Monday, April 23, 2012

Psalm 109 and imprecations

Structure of Psalm 109

  • vv. 1-5: Trials of David
  • vv. 6-20: Call for judgment upon wicked men
  • vv. 21-26: Call to YHWH for help
  • vv. 27-29: Call to YHWH for salvation and vindication
  • vv. 30-31: I will praise YHWH for my salvation

יִֽהְיֽוּ־יָמָ֥יו מְעַטִּ֑ים פְּ֜קֻדָּת֗וֹ יִקַּ֥ח אַחֵֽר׃ (v. 8)

Let his days be few, and let another take his office

γενηθήτωσαν αἱ ἡμέραι αὐτοῦ ὀλίγαι καὶ τὴν ἐπισκοπὴν αὐτοῦ λάβοι ἕτερος (v. 8 LXX)

Let his days be few and may another take his office

τὴν ἐπισκοπὴν αὐτοῦ λαβέτω ἕτερος (Act 1:20ff)

let another take his office

Psalms 109 is an interesting psalm which I had the opportunity to teach this Lord's Day. It is a psalm of trials, call for justice, help and salvation, and ending with praise for the Lord's salvation. As a psalm, it gives us the manner to call unto God in times of trial for His help, salvation and vindication.

If as we believe that the psalms are the inspired songs of praise in the Bible, and thus we are to sing them, then Psalm 109 should be sung. The problem however comes when we approach verses 6-20. Should we sing these verses? Perhaps some people would sing it with gusto, but would you think it is proper to sing verses such as the following?

Let his sons be orphans, and his wife a widow (v. 6)

Let his posterity be cut-off, in another generation wipe out their name (v. 13)

Imprecations are found in other psalms as well, so the question before us is how to deal with them.

In Psalms 109, we can see how a redemptive historical reading of the psalm could shed light in the issue. Verse 8 of Ps. 109 is cited by Peter in Acts 1: 20 in choosing a replacement for Judas Iscariot into the Apostolate. Peter applied the verse, and thus by synecdoche apply the entire section to Judas Iscariot as the cursed wicked man, a type of the one who oppress the godly (in his betrayal of our Lord Jesus Christ).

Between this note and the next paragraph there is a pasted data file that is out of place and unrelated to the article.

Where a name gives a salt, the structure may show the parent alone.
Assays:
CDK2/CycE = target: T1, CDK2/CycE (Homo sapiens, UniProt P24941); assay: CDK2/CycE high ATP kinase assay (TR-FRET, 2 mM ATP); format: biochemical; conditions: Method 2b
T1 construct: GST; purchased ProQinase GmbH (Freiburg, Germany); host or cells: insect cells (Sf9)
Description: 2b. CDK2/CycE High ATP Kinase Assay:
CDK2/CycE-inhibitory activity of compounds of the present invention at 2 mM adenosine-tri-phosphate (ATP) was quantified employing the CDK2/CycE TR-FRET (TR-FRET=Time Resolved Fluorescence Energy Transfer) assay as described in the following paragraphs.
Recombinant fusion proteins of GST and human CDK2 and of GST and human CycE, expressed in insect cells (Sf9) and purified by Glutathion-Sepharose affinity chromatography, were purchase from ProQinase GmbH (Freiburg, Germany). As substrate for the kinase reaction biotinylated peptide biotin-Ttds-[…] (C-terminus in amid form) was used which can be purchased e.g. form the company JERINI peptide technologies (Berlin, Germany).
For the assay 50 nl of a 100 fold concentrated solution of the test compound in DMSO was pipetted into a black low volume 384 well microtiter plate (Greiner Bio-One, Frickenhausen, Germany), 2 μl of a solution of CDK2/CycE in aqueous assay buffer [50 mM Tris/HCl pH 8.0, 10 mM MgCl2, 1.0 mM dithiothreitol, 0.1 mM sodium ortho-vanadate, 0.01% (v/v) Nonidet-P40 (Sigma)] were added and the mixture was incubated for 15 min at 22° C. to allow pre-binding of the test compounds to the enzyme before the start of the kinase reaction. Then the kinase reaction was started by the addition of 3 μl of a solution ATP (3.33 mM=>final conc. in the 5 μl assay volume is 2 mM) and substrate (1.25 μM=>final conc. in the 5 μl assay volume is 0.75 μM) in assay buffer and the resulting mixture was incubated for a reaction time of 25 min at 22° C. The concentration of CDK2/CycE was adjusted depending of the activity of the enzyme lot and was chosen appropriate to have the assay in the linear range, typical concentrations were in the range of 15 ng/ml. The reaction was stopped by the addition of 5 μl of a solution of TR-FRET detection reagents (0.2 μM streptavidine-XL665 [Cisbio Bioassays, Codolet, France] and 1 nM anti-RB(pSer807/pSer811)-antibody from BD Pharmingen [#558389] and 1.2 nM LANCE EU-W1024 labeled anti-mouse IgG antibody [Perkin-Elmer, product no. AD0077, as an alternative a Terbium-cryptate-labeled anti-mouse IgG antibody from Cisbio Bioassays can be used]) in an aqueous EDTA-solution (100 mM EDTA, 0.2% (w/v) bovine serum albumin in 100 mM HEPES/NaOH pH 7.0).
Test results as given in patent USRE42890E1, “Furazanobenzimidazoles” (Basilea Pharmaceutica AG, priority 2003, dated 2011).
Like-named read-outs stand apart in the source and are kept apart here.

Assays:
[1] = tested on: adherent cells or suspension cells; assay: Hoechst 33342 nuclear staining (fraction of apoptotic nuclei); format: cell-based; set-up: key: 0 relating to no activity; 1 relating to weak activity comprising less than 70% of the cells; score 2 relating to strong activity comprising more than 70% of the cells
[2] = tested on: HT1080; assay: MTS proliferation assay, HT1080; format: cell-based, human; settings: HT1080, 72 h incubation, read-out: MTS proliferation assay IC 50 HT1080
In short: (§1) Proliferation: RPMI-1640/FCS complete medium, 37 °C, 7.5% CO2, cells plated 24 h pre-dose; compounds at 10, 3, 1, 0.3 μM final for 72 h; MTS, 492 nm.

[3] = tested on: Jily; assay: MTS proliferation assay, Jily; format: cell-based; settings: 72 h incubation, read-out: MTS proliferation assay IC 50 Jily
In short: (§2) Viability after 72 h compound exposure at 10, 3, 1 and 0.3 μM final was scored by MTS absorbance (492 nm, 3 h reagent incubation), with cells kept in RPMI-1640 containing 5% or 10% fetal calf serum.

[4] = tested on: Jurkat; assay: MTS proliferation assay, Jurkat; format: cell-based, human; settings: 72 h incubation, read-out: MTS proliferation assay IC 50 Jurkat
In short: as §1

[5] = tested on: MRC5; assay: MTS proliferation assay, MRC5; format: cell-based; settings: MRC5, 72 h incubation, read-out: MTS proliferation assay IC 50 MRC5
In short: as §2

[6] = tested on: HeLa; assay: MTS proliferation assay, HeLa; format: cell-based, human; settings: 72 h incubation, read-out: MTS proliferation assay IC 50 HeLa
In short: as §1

Imprecations are therefore directed against the reprobates, not our personal enemies, of which Judas Iscariot is foremost (Jn. 17: 12). Redemptive historically, the wicked in David's psalm are the type of the reprobates in eternity.

In David's time, the wicked are dealt with by strict justice, thus the Church in the form of Israel yielded the sword against evildoers. In our time, the Gospel is being proclaimed and the execution of God's judgment is held back. Yet, such restrain will be removed in the last day when Christ comes again, and God's justice at the Eschaton will be meted out.

The imprecations for us therefore is eschatological in nature, as opposed to the present reality under the Mosaic economy. The singing of the imprecations is meant to proclaim God's justice in the eschatological judgment against the reprobates, those who manifest their wickedness in rejection of God and Christ.

It is therefore not surprising that the modern effeminate churches do not sing the imprecations, but that is for another day.


Joel Tay said...

Well written.

The modern day church is weaken in its theology and practice because it avoids teaching imprecatory psalms and their role in the kingdom of God.

PuritanReformed said...